The wages were lower and the rights of the female workers were by no means equal, but the hard work of the women earned a new grudging respect for the capabilities of women from the government. This in turn would be a contributing factor to arguments used by the movement for women’s suffrage. The activities of the Japanese movement were not dissimilar to those of the women of Britain. One of Japan’s closest and most politically influential First World War allies. In 1922 after much campaigning women were granted the right to take part in political rallies and debates. In 1924 the Women’s Suffrage League of Japan was created and was active until it disbanded in 1940 due to the demands of the Second World War. In December 1945, 25 years after universal male suffrage was brought in, the women of Japan were granted the right to vote. Though the movements for suffrage on both sides male and female caused many difficulties to the government before during and after the First World War, the changes occurring in the agricultural sectors due to the war had more serious implications for the whole country.

In 1913 Clive Holland observed:”Although modern Japan is so changed from what it was even twenty-five or thirty years ago, and although ‘modernity’ and all that the word may be held to imply, has so great and apparently irresistible an attraction for the more highly educated and official classes, the workaday life of the countryside, of the shops, fields and factories has little to do with…Western civilisation.” (Holland 144)This may have been true of the time but the First World War, which was a product of ‘western civilisation’, had a very large impact on the countryside as well as the urban areas of Japan. The population of Japan rose from 44 million in 1900 to 56 million in 1920. A large amount of this growth was in the urban areas surrounding the port cities along the Pacific coast. The growth in these areas was not solely due to birth numbers or foreign traders, a large number of younger sons of farming families moved to the ports in search of work. The war had created a great number of jobs both in the munitions industry and in the heavy industries for goods export.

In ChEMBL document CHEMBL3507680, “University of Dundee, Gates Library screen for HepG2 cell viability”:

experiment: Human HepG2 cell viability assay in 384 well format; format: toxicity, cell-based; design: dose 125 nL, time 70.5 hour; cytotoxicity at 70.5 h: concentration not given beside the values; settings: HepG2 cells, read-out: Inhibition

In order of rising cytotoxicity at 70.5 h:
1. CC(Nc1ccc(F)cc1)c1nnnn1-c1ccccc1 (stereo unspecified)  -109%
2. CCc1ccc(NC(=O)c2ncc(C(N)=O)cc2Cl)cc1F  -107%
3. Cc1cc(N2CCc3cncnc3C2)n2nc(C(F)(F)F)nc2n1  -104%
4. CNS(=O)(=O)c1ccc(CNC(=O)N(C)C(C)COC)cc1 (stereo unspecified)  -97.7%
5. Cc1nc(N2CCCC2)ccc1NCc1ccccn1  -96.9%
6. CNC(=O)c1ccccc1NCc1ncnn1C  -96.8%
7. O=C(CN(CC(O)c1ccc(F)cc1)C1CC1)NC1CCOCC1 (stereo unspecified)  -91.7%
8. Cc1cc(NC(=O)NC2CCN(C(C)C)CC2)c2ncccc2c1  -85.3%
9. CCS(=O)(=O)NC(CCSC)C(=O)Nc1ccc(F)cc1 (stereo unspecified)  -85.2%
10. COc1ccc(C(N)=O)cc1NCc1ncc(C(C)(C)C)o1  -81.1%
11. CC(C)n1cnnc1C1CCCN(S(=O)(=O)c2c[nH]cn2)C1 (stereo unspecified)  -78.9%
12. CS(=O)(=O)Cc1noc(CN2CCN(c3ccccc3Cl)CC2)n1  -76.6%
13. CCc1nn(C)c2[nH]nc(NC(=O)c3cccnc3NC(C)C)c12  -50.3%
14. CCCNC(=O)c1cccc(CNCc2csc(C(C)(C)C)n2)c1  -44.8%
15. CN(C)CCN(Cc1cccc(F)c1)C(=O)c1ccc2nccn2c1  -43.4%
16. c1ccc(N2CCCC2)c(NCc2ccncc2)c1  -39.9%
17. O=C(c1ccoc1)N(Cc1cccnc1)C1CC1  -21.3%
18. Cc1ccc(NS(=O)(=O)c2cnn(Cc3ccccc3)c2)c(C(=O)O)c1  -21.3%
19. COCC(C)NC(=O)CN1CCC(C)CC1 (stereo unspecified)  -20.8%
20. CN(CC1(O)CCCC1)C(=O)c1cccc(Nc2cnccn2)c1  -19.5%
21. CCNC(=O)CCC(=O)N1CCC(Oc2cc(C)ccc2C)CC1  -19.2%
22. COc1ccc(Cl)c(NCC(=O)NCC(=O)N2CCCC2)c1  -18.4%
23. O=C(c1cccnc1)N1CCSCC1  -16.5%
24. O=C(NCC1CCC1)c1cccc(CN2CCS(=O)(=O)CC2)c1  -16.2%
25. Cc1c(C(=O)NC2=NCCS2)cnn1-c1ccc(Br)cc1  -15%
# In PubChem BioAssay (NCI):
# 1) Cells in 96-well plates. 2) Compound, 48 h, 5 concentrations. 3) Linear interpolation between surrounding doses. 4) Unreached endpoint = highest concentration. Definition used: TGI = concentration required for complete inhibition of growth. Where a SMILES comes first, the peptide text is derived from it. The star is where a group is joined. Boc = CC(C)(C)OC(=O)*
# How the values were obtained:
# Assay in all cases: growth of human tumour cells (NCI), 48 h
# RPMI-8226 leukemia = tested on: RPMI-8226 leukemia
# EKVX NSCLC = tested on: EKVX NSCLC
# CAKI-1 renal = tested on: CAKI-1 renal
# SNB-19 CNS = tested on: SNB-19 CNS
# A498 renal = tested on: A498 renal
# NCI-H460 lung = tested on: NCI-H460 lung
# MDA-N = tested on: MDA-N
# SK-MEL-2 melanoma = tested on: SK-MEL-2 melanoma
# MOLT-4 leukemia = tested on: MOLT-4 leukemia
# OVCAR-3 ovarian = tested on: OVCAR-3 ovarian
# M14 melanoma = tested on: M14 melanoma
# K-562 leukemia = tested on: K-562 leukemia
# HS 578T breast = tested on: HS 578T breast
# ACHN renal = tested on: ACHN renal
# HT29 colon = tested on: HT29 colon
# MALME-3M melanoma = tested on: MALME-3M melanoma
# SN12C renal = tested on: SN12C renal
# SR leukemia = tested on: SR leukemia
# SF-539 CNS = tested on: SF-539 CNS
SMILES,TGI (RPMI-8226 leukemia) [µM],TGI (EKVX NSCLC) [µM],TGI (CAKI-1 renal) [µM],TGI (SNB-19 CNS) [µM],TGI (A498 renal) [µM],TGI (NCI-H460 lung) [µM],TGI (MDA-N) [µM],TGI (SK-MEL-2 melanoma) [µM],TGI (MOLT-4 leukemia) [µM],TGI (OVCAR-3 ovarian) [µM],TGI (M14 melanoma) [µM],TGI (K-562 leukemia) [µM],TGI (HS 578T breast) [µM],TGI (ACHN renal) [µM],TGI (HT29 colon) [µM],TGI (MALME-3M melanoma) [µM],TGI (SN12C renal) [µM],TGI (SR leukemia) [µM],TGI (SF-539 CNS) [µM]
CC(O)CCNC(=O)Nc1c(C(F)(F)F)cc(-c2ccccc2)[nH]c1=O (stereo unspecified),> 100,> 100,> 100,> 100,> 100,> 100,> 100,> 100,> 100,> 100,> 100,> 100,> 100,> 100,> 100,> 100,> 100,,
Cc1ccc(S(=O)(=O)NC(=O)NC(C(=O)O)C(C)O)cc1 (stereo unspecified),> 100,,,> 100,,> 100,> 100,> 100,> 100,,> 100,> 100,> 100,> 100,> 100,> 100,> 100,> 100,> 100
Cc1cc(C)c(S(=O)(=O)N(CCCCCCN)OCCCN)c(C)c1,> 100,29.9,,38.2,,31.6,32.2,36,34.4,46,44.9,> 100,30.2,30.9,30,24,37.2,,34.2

The countryside had been adequately populated since the 18th Century and it was the tradition that eldest sons would be afforded the opportunity to take over the family farming business. Restrictions on movement in the countryside put in place meant that tiny rice paddies were often created on hillsides or any other available lands to cope with overcrowding. The area of land in Japan suitable for cultivation is relatively small compared with other countries of a comparable size (12%) due to the mountainous nature of the islands. The rice yield before the population expansions of the 20th Century had been sufficient that Japan had been an exporter of food.

Despite modernisation of rice cultivation techniques it was impossible for the rice yield to keep up with the population growth. The industry boom during the war years brought two problems for the supply of rice. The first was increased demand for rice in the port cities and the second inflation. More and more rice was leaving the country to feed mouths in port cities and the people who produced it, not directly benefiting from the industrial boom, were able to afford less and less to feed their families.

By 1914 Japan was importing food from Korea and Taiwan. This helped the supply issue but was still expensive. In July 1918 fisherman’s wives in Toyama Prefecture gathered to protest shipment of rice to the port city of Osaka. The protest spread quickly through 42 of the 47 Japanese prefectures in 180 cities or towns. Involving as many as 2 million people it took 92,000 troops three weeks to subdue the masses and restore order. Many casualties occurred and the Prime Minister General Terauchi was forced to abdicate. The war-induced inflation had indirectly changed the set-up of Japan’s government.

It is clear to see that the First World War had a great impact on the direction of the development of Japan in the early 20th Century. The war contributed to the industrial boom which in the short term was beneficial then detrimental to the country’s economy. However it allowed for the exploration of ideas in organisation that have proved essential industrial development of Japan since that time. The impact the war had on Japan required party politics to finally become accepted as part of modern democracy. The agrarian distress caused much hardship at the time. The protests which were a result were a wake-up call to the government of Japan who realised that the cries of the ordinary Japanese people would not be easily ignored. The First World War, as with many large-scale conflicts, ushered in a new era for Japan and it’s people.


Gelb J. ed. & Palley M. L. ed. , 1994. Women of Japan and Korea. Temple University Press, Philadelphia.

•Kubo K. & Gelb J, 1994. Obstacles and Opportunities: Women and Political Participation in Japan. Page 122.

Irokawa D, 1995. The Age of Hirohito: In Search of Modern Japan. The Free Press, New York. Page 5.

Jansen M. B, 2000. The Making of Modern Japan. The Belknap Press of Harvard University Press, Cambridge, Massachusetts. Pages 495-505, 555-557Large S. S. ed. , 1998. Showa Japan: Political, economic and social history 1926-1989. Volume 1. Routledge, London.

•Nakamura T, 1988. Depression, Recovery, and War, 1920-1945. Pages 47-55•Wilson S, 1995. Women, the State and the Media in Japan in the Early 1930’s. Page 261.

Wrigley C. ed. , 2000. The First World War and the International Economy. Edward Elgar Publishing, Cheltenham.

•Brown K. D. The impact of the First World War on Japan. Pages 99-102, 108-113.